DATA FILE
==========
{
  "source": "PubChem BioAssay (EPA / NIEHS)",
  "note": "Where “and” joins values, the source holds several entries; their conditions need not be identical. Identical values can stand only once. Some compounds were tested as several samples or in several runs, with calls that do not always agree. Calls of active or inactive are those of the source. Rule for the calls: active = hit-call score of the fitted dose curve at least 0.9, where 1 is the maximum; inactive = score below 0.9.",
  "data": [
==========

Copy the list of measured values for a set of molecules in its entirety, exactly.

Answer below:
{
  "source": "PubChem BioAssay (EPA / NIEHS)",
  "note": "Where “and” joins values, the source holds several entries; their conditions need not be identical. Identical values can stand only once. Some compounds were tested as several samples or in several runs, with calls that do not always agree. Calls of active or inactive are those of the source. Rule for the calls: active = hit-call score of the fitted dose curve at least 0.9, where 1 is the maximum; inactive = score below 0.9.",
  "data": [